- 1 [intransitive, transitive] to hold something firmly and use force in order to move it or try to move it towards yourself You push and I'll pull. Don't pull so hard or the handle will come off. pull at/on something I pulled on the rope to see if it was secure. pull something Stop pulling her hair! pull somebody/something + adv./prep. She pulled him gently towards her. pull something + adj. Pull the door shut.
- 2 [transitive] pull something (+ adv./prep.) to remove something from a place by pulling Pull the plug out. She pulled off her boots. He pulled a gun on me (= took out a gun and aimed it at me).
- 3 [transitive] pull somebody/something + adv./prep. to move somebody/something in a particular direction by pulling Pull your chair nearer the table. He pulled on his sweater. She took his arm and pulled him along.
- 4 [transitive] pull something to hold or be attached to something and move it along behind you In this area oxen are used to pull carts. Synonymspulldrag draw haul tow tugThese words all mean to move something in a particular direction, especially towards or behind you.pull to hold something and move it in a particular direction; to hold or be attached to a vehicle and move it along behind you:Pull the chair nearer the table. They use oxen to pull their carts.drag to pull somebody/something in a particular direction or behind you, usually along the ground, and especially with effort:The sack is too heavy to lift—you’ll have to drag it.draw (formal) to move somebody/something by pulling them/it gently; to pull a vehicle such as a carriage:I drew my chair closer to the fire. a horse-drawn carriagehaul to pull somebody/something to a particular place with a lot of effort:Fishermen were hauling in their nets.drag or haul?You usually drag something behind you along the ground; you usually haul something towards you, often upwards towards you. Dragging something often needs effort, but hauling something always does. tow to pull a car, boat or light plane behind another vehicle, using a rope or chain:Our car was towed away by the police.tug to pull somebody/something hard in a particular direction:She tried to escape but he tugged her back.Patterns to pull/drag/draw/haul/tow/tug somebody/something along/down/towards something to pull/drag/draw/haul/tow somebody/something behind you to pull/drag/draw/haul a cart/sledge to pull/draw a coach/carriage to pull/haul/tow a truck horses pull/draw/haul something dogs pull/drag/haul something body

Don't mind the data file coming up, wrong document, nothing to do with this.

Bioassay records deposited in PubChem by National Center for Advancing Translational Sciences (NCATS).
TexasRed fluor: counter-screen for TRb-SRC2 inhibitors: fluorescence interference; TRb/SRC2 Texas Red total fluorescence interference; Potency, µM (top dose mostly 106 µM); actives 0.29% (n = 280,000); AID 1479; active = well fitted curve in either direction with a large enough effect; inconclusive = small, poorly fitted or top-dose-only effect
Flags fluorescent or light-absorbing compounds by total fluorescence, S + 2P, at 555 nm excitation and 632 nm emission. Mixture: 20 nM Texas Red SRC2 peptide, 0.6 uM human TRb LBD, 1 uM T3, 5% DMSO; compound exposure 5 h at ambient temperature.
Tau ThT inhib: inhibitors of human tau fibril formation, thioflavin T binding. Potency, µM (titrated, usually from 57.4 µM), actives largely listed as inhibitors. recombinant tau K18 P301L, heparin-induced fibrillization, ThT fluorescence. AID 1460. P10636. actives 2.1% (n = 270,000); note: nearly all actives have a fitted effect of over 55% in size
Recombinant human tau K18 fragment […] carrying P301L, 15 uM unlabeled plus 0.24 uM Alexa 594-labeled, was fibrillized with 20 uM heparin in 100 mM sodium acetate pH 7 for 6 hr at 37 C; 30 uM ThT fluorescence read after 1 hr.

- 5 [intransitive, transitive] to move your body or a part of your body in a particular direction, especially using force + adv./prep. He tried to kiss her but she pulled away. pull something/yourself + adv./prep. The dog snapped at her and she quickly pulled back her hand. pull something/yourself + adj. John pulled himself free and ran off. curtains
- 6 [transitive] pull something to open or close curtains, etc. synonym draw Pull the curtains—it's dark outside. muscle
- 7 [transitive] pull something to damage a muscle, etc. by using too much force to pull a muscle/ligament/tendon Synonymsinjurewound hurt bruise sprain pull strainThese words all mean to harm yourself or somebody else physically, especially in an accident.injure to harm yourself or somebody else physically, especially in an accident:He injured his knee playing hockey. Three people were injured in the crash.wound [often passive] (rather formal) to injure part of the body, especially by making a hole in the skin using a weapon:50 people were seriously wounded in the attack. Wound is often used to talk about people being hurt in war or in other attacks which affect a lot of people.hurt to cause physical pain to somebody/yourself; to injure somebody/yourself:Did you hurt yourself?injure or hurt?You can hurt or injure a part of the body in an accident. Hurt emphasizes the physical pain caused; injure emphasizes that the part of the body has been damaged in some way.bruise to make a blue, brown or purple mark (= a bruise) appear on the skin after somebody has fallen or been hit; to develop a bruisesprain to injure part of your body, especially your ankle, wrist or knee, by suddenly bending it in an awkward way, causing pain and swellingpull to damage a muscle, etc, by using too much forcestrain to injure yourself or part of your body by making it work too hard:Don’t strain your eyes by reading in poor light.Patterns to injure/hurt/strain yourself to injure/hurt/sprain/pull/strain a muscle to injure/hurt/sprain your ankle/foot/knee/wrist/hand to injure/hurt/strain your back/shoulder/eyes to injure/hurt your spine/neck to be badly/severely/slightly injured/wounded/hurt/bruised/sprained See related entries: Injuries switch
- 8 [transitive] pull something to move a switch, etc. towards yourself or down in order to operate a machine or piece of equipment Pull the lever to start the motor. Don't pull the trigger! vehicle/engine